That’s the joke of the scene where Showalter buries the money. He’s just received the suitcase with a million dollars in it. His jaw is bleeding because he got shot in the face when he went to pick it up. Getting a million dollars was a surprise. Showalter and his partner were expecting only $40,000. So, on his way back to the hideout, Showalter pulls over, takes $40,000 out of the suitcase, digs a hole in a snowbank, and buries the suitcase with the remaining $960,000 in it. But after he buries it, as he looks up and down the featureless expanse of road with wire fence strung between wooden fence posts, telephone poles repeating forever in both directions, he realizes there’s no sign, no building, no identifying feature, nothing that could help him find the money again. So he sticks a snow scraper in the snowbank to mark the spot, a tiny thing that’s hardly better than nothing at all. That’s part of the black comedy: the impossibility of ever finding the money again. But if Takako went through a similar process to locate the money, she must have come to another conclusion. Her body was found near Detroit Lakes, Minnesota, far from any Moose Lake. Maybe she was lost, but there’s another possibility, an interesting bit of misinformation: a tourism website mistakenly lists the location of a Lakeside Resort on a Moose Lake just a couple miles from Detroit Lakes. If this Moose Lake existed, and if Showalter and Grimsrud were driving there from Minneapolis, they would have followed the same route as this bus, and the money would likely be buried near the place where Takako’s body was found. Maybe Takako found that listing in her research and thought, This is it.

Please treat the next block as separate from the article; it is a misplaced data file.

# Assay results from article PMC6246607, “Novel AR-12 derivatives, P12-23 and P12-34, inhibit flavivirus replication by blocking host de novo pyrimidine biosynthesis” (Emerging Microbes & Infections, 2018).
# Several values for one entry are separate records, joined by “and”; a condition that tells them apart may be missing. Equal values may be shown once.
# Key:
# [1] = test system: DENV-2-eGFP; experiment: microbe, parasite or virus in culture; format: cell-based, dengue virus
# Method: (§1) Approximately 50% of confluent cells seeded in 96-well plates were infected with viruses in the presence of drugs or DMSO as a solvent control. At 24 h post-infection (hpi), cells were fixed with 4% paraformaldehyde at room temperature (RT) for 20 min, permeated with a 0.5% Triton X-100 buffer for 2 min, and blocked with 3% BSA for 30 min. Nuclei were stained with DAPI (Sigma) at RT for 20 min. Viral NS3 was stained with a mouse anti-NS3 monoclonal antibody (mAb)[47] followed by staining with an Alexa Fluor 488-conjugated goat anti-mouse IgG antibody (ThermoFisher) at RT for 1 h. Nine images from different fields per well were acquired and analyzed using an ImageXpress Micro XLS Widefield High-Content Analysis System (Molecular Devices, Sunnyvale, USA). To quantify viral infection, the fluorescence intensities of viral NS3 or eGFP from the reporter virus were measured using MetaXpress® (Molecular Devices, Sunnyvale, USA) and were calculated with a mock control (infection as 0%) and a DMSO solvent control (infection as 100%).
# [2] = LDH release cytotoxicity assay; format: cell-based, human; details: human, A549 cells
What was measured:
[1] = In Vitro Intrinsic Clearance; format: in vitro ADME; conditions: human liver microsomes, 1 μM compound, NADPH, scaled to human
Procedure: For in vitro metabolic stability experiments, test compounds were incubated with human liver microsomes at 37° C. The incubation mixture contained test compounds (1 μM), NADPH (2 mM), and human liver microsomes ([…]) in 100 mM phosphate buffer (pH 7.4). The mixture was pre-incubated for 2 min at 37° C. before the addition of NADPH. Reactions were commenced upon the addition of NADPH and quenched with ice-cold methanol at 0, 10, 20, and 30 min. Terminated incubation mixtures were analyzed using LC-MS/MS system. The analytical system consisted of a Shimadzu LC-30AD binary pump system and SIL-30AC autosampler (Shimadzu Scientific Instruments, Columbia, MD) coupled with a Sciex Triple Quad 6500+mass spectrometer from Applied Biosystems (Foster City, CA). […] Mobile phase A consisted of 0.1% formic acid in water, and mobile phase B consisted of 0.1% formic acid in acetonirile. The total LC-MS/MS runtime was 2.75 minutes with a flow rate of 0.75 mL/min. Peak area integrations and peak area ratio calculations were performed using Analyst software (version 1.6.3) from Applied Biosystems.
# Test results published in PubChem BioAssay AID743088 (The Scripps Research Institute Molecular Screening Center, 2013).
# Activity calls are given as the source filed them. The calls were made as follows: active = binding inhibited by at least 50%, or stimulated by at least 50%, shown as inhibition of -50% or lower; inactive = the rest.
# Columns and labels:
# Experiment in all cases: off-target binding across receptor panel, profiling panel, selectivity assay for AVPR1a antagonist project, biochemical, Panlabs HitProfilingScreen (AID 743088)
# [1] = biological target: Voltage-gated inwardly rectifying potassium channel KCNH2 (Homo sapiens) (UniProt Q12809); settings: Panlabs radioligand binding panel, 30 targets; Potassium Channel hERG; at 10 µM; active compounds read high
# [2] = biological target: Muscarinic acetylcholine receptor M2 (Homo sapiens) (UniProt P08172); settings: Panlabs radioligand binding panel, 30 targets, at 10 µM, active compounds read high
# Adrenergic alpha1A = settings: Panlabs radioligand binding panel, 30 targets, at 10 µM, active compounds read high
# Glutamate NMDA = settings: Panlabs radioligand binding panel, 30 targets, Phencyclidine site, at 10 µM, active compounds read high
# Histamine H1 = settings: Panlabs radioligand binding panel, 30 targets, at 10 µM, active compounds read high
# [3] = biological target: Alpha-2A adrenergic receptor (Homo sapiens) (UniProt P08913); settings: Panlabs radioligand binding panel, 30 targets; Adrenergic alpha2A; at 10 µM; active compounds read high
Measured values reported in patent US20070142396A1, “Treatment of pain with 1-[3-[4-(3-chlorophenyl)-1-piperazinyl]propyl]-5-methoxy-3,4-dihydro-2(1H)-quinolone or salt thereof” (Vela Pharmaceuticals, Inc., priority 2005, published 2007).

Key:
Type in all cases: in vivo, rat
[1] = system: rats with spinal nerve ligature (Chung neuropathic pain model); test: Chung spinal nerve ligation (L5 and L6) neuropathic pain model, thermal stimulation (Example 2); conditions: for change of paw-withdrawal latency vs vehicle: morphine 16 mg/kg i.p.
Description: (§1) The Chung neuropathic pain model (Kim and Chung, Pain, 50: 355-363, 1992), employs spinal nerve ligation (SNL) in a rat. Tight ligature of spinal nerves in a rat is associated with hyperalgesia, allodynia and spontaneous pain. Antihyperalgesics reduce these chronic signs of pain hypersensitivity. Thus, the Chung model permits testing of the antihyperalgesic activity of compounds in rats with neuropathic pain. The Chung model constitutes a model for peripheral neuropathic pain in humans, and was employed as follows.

You set your video camera on your lap and stare out the window, searching for stretches of highway that look like the spot where Showalter hid the money. You figure this is how Takako spent her trip, and you want to see the landscape like she did.